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Hiss

Discussion in 'Recording' started by dresso, Feb 11, 2009.

  1. dresso

    dresso Guest

    Hi, I just bought the pro fire 610 M audio, and the sm 57, I just plugged it to the audio interface and when I turn the level up, I start hearing a hiss. Why is this? Is this a problem because the room is not treated acoustically? or is it a problem with the microphone or audio interface?
     
  2. dresso

    dresso Guest

    The sound sounds like it's high frecuency...
     
  3. Greener

    Greener Guest

    The interface is amplifying the internal hiss of the electronics within it. It's the electrical interference from within the unit. It's the hall-mark of a cheap preamp/da/ad unit.

    If you don't amp the pre so much this hiss will be your noise floor which can be kept below the audible range.

    At least this is what I hear when I pump the gain on my Edirol UA-25.

    Unless you want to do some sort of nature recording where you need a boat load of gain, don't stress too much.
     
  4. Boswell

    Boswell Moderator Distinguished Member

    Check that you haven't got the 20dB pad engaged (gain knob pulled out).

    The 610 doesn't have a lot of gain, but should be enough for close-miked vocals or instruments using your SM57.

    Use a pop filter if you are using a 57 for vocals.
     
  5. Codemonkey

    Codemonkey Well-Known Member

    Hiss? I got over that a long time ago.

    I can still hear it, but it doesn't haunt me.
    I laugh in it's face, smile at the musicianship and shout from the hilltops, "SCREW YOU, 16KHZ!"

    Buzzing is a little more annoying but I'm getting there.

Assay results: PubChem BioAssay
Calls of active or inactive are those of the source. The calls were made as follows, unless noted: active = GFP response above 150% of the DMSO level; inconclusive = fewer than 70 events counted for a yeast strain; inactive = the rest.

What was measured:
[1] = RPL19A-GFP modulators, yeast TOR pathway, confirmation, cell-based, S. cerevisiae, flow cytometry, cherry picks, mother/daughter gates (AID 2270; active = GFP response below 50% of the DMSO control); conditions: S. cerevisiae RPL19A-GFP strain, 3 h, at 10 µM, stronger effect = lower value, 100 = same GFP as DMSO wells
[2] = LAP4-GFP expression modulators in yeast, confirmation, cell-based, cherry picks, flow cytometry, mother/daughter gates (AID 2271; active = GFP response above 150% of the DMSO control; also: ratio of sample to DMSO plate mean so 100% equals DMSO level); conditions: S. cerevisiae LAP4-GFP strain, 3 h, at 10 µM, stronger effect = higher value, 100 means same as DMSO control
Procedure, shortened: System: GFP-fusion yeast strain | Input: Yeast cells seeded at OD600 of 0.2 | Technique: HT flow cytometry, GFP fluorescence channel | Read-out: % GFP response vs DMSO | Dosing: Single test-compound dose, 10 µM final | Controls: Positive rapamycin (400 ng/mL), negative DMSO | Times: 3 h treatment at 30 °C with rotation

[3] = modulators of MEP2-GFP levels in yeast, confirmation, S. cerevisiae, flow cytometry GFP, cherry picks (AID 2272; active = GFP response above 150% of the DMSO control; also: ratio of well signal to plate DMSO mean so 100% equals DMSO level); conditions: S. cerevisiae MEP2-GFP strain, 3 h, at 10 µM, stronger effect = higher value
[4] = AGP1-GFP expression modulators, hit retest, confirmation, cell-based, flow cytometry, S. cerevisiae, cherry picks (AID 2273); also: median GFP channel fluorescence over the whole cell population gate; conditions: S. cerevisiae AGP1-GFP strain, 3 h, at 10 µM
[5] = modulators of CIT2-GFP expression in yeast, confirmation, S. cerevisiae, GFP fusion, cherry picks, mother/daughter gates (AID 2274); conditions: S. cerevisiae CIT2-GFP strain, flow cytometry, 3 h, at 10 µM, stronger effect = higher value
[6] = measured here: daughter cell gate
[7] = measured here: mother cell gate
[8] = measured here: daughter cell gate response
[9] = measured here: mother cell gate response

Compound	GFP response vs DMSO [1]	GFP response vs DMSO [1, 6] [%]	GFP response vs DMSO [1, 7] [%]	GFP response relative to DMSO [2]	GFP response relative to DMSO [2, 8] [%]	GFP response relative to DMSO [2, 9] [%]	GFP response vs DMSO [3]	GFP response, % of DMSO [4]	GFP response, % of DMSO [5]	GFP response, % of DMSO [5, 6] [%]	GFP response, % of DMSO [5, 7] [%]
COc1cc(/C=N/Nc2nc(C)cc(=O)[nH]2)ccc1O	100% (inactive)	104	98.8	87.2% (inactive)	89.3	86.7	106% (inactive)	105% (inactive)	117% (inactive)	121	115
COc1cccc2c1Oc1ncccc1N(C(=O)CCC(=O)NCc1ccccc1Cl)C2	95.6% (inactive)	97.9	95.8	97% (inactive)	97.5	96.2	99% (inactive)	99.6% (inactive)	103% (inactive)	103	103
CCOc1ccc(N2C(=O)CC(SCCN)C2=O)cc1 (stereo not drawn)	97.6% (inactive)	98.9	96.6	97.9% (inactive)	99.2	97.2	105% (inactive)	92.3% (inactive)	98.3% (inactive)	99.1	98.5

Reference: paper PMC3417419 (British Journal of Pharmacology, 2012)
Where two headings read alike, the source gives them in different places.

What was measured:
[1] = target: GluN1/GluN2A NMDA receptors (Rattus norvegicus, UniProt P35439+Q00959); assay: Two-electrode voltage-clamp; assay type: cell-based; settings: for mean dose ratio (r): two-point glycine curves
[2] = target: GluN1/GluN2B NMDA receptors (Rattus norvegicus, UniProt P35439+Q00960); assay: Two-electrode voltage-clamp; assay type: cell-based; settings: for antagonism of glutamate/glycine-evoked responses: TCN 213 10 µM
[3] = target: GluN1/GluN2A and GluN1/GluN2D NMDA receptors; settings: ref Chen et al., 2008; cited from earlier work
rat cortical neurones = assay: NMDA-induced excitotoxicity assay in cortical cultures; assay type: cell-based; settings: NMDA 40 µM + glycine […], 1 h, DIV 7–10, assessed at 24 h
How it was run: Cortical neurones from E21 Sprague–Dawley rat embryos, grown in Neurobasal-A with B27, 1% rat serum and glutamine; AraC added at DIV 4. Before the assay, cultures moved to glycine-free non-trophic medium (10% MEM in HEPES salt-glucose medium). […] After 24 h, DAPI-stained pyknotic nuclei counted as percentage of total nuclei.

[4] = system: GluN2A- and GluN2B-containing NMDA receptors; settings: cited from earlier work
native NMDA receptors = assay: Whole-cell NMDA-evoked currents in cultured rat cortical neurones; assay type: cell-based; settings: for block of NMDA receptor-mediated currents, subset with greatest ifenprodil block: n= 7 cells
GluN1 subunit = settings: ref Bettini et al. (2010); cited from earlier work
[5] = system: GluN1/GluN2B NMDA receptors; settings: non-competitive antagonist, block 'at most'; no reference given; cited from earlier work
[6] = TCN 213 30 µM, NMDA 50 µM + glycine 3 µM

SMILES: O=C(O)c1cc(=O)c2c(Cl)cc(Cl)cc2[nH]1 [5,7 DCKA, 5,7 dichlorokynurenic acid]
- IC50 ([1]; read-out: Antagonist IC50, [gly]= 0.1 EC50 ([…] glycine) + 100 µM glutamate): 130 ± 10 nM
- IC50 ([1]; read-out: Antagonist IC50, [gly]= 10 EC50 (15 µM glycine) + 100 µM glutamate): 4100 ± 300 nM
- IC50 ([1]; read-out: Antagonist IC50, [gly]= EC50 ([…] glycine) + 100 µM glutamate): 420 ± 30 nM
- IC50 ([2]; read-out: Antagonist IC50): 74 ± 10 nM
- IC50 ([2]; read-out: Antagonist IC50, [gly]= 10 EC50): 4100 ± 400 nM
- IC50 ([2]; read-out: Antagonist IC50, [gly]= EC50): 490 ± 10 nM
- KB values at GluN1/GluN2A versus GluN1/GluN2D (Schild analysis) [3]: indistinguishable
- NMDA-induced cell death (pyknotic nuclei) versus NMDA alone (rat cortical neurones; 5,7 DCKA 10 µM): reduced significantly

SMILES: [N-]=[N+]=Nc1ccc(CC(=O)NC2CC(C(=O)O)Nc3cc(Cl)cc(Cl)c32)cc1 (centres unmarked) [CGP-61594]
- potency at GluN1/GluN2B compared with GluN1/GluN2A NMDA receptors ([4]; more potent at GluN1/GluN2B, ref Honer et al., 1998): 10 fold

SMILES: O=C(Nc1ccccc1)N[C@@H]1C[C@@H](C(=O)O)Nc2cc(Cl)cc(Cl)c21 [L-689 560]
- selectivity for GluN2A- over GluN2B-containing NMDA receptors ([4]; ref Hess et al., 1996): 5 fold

I have a recording of a ceilidh band playing Highland Cathedral, and I could care less about some interference and buzzing, because the performance was fantastic.

    I believe in a scale of quality - at one extreme, you have performances so good, you can still love them in spite of poor quality, terrible acoustics, interference, etc.
    At the other extreme, songs so awful you wouldn't listen to them even if they were mastered to precision and played over quality speakers and whatnot.
     
  6. hueseph

    hueseph Well-Known Member

    Ufortunately, Greener is spot on here. Not unfortunate that it's Greener who is right. Just unfortunate for you. I can crank the gain on my pres with a 57 without any hiss. You might think about investing in a better preamp or return the 610 and get a better interface. Either way you'll need to spend some money.
     
  7. hueseph

    hueseph Well-Known Member

    Is it possible you are experiencing the dreads firewire whine?
     
  8. dresso

    dresso Guest

    Thanks... I think I will buy a pre amp, when I do buy the pre amp... is there any problem if I plug that line into the audio interface input with the pre amp? Or do I need to plug it into the inputs without preamps? is there any way to bypass those preamps? thanks
     
  9. JPstudios

    JPstudios Guest

    Depends on your setup. Typically the line out of the preamp would go directly into your mixer input or, better yet digital converter interface input. If your mixer has pre amps built in with gain knobs and such that should not matter as long as you keep the knobs at infinity. You should have no problem routing the out of your pre amp (assuming we're talking instruments or vocals here) to your mixer directly.
     
  10. Codemonkey

    Codemonkey Well-Known Member

    "as long as you keep the knobs at infinity."

    That's a lot of gain there.

    You mean "unity"?
     
  11. hueseph

    hueseph Well-Known Member

    Rule of thumb: line out to line in always. Iwon't comment on the infinity thing....wait, I just did.
     
  12. Cucco

    Cucco Distinguished Member

    Is that past 11?
     

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